CISPA bill is on its last legs
A US cyber security bill which gave all sorts of power for private companies to share data with the government seems set to die in the senate.
The US Senate will almost certainly kill a controversial cyber security bill, recently passed by the House, according to a US Senate Committee member.
Senator Jay Rockefeller, the chairman of the Senate Committee on Commerce, Science and Transportation warned that CISPA's privacy protections were "insufficient" and the Senate will not take up the law. The White House has also said the President won't sign the House bill.
It is not surprising as the law was truly daft. Not only was it unlikely to stop cyber threats it did all sorts of strange things.
Firstly it let the government spy on internet connections without a warrant, and prevented those spied on ever finding out about it. It also protected corporates from legal action if they had done anything stupid with your data. It had a provision which meant that corporates could attack another company or hacker in self defence.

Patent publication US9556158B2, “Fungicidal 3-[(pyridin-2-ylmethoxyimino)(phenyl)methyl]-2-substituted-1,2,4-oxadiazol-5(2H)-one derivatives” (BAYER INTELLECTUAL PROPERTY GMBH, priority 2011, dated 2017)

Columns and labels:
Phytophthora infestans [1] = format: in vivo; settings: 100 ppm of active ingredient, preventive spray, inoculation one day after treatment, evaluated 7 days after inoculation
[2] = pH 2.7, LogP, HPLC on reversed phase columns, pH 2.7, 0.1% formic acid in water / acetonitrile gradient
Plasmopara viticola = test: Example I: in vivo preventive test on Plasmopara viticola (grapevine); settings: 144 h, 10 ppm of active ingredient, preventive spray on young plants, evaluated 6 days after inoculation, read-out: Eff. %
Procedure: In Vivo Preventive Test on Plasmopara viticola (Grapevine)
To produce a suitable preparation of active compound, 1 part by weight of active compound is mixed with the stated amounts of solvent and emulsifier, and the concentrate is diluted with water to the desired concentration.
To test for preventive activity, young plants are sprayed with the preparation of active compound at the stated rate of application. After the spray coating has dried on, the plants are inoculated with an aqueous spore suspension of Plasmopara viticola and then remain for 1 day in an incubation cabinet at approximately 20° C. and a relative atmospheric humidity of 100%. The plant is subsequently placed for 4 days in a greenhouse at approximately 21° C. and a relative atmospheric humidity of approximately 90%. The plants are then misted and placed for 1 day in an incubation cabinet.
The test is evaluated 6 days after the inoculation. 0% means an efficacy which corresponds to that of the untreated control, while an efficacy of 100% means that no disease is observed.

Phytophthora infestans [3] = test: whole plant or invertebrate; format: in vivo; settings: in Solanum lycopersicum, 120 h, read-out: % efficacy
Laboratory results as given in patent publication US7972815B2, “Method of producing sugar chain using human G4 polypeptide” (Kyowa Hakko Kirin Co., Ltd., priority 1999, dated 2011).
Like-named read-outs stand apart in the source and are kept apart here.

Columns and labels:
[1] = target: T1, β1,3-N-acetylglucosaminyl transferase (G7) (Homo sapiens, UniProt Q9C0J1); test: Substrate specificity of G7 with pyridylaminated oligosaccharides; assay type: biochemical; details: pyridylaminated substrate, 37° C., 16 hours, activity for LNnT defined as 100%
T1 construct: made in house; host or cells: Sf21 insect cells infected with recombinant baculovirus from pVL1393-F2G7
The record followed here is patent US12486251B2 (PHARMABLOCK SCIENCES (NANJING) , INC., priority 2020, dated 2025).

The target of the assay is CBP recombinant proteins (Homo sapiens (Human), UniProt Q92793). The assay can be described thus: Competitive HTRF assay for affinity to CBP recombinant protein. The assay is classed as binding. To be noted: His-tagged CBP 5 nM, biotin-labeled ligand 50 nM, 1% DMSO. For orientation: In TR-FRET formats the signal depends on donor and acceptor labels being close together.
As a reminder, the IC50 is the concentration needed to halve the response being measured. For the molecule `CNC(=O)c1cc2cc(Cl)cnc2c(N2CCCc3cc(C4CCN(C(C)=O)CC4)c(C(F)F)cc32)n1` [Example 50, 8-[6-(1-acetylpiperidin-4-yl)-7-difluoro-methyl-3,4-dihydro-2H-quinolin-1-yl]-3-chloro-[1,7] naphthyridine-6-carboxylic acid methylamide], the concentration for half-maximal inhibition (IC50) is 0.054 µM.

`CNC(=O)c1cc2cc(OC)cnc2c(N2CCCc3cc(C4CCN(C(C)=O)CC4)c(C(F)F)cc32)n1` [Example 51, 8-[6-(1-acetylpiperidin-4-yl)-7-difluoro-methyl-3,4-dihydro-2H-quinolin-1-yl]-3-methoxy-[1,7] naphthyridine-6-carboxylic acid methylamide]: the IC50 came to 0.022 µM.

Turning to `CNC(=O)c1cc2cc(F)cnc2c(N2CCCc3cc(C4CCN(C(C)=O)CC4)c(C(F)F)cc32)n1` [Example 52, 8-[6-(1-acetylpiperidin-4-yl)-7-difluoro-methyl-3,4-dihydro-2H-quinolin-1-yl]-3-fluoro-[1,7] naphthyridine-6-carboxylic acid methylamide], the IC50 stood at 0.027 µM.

Staff and senators are understood to be "drafting separate bills" that will maintain the cybersecurity information sharing while preserving civil liberties and privacy rights.
According to ZDNet, Rockefeller's comments were significant as he takes up the lead on the Commerce Committee, which will be the first branch of the Senate that will debate its own cybersecurity legislation.
Michelle Richardson, legislative council with the American Civil Liberties Union, said it was fairly clear that CISPA is "dead for now," and said the Senate will "probably pick up where it left off last year".
Civil liberties groups dubbed CISPA a "privacy killer" and "dangerously vague," and warned that it may be in breach of the Fourth Amendment.